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Playing to your Character Strengths

John Dabell, Teacher & Author, looks into how schools can help develop a child’s character using a programme based around storytelling and celebrations.

Posted on Thursday 25th July 2013

character strengths

Schools are full of characters. Lovely, shady, reformed and real characters everywhere. How many positive ones do you have though? If a six year old was helping a friend with a problem and said to you, “I am being helpful because that’s one of my positive strengths” then I’m sure you’d be pretty impressed.

Recognising a character strength and articulating it with understanding is no mean feat for a nipper, especially in a culture where it is more common to hear someone saying what they aren’t good at rather than what they are. Knowing what character strengths you possess at such an early age is very achievable via the teaching of positive values in action. It’s safe to say that talking positively can be out of character for many children.

Positive psychologists Chris Peterson and Martin Seligman have identified 24 character strengths and how they can benefit happiness and well being. They recommend identifying our top strengths and then using these regularly in our lives for improving health, happiness and our sense of self-worth. To find out what yours are start by visiting and complete an online test. I’ve done just that and my top five signature strengths are curiosity, love of learning, humour, perseverance, and an appreciation of beauty and excellence. I’m happy with that. But who taught me these and how have they developed? The different schools I attended when I was younger certainly contributed to these traits along with my parents, friends, clubs and jobs but I don’t recall anyone teaching me specifically about ‘character’ and playing to my strengths.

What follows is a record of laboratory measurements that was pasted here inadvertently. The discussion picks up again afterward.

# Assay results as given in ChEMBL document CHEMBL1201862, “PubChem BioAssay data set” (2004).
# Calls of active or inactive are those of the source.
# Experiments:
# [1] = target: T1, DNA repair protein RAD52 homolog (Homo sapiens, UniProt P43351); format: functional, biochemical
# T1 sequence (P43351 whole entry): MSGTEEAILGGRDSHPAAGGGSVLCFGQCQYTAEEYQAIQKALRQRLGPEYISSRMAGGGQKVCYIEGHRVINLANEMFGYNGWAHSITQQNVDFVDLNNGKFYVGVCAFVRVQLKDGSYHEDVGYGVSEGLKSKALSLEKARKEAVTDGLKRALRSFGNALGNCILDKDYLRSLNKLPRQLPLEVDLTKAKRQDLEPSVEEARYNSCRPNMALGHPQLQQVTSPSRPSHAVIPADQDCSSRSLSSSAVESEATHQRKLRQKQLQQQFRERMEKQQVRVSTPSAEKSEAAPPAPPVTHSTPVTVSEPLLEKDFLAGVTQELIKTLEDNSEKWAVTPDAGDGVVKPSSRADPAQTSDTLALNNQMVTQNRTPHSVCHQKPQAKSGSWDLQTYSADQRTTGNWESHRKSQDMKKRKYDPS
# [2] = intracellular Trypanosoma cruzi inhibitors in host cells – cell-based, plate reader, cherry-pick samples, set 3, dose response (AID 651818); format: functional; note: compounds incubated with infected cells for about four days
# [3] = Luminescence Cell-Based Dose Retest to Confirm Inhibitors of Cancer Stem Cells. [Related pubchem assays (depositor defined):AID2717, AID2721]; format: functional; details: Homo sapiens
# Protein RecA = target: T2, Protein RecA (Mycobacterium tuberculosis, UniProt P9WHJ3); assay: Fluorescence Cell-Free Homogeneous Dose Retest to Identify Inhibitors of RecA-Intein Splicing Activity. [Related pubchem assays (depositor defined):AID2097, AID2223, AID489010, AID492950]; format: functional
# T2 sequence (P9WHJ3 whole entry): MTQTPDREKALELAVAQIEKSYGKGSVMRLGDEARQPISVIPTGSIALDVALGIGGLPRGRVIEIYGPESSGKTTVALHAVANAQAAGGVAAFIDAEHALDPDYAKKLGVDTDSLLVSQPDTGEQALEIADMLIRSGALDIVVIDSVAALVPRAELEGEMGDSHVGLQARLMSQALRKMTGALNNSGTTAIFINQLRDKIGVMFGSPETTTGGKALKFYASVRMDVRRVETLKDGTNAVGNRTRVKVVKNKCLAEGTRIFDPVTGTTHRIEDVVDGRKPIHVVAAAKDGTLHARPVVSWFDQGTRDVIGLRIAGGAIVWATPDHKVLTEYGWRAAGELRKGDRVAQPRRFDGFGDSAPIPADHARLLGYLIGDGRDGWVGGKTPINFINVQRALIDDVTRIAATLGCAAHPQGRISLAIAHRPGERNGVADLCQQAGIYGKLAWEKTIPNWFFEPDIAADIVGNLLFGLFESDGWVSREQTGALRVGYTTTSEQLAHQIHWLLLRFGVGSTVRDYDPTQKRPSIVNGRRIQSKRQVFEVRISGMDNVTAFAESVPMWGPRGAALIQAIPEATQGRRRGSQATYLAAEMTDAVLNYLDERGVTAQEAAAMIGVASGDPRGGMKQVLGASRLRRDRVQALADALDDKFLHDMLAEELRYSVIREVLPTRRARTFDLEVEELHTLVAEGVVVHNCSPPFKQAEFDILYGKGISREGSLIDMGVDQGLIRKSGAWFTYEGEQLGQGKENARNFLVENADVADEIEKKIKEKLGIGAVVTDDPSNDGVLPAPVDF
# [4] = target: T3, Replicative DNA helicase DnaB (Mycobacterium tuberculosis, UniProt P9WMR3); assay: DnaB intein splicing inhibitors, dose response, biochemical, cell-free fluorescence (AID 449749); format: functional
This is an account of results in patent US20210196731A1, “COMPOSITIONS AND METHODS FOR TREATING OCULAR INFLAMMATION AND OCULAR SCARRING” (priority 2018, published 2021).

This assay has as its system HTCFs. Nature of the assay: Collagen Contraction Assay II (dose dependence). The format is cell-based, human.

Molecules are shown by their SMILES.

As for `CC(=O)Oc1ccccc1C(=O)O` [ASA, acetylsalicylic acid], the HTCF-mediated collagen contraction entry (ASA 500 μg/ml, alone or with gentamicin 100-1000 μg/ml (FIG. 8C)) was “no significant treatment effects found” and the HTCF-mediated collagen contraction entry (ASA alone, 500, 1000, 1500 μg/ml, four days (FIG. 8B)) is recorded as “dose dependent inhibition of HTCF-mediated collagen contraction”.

Given the importance we attach to character traits it is amazing that the majority of schools don’t actually have a character building teaching programme devoted to teaching specific strengths. Sure, ‘character’ is taught implicitly and explicitly in lots of different ways but how many places do you know that have a whole-school approach to teaching and developing character?

If only someone had written an inclusive character development programme you could open up to the school and embed across the curriculum to enhance learning. Someone has – Jenny Fox Eades.

TTS met Jenny and set off on a journey to take Character Strengths to the masses. Through understanding the type of resources schools like and the content Jenny could write, the first Character Strengths resources were born in January 2013. This ambitious and well-thought out programme has three strands to it to help deliver in school: strengths, stories and celebrations.

The programme has been tried and tested and the feedback from schools is very encouraging. An academic evaluation study of five schools using the programme reported enhanced emotional and social well-being, increased self-confidence and self-esteem, increased citizenship skills, and an enhanced ability amongst pupils to identify strengths in themselves and others. Rather impressively, the programme was also linked to improvements in story-telling and in developing a calmer school environment.

Jenny Fox Eades has written all the content for the Character Strengths resources and is passionate about delivering ‘Strengths’ sessions in school!

With thanks to John Debaell for writing this post. John is a Teacher and Author from the East Midlands. You can read his full review of the Character Strengths programme and resources here.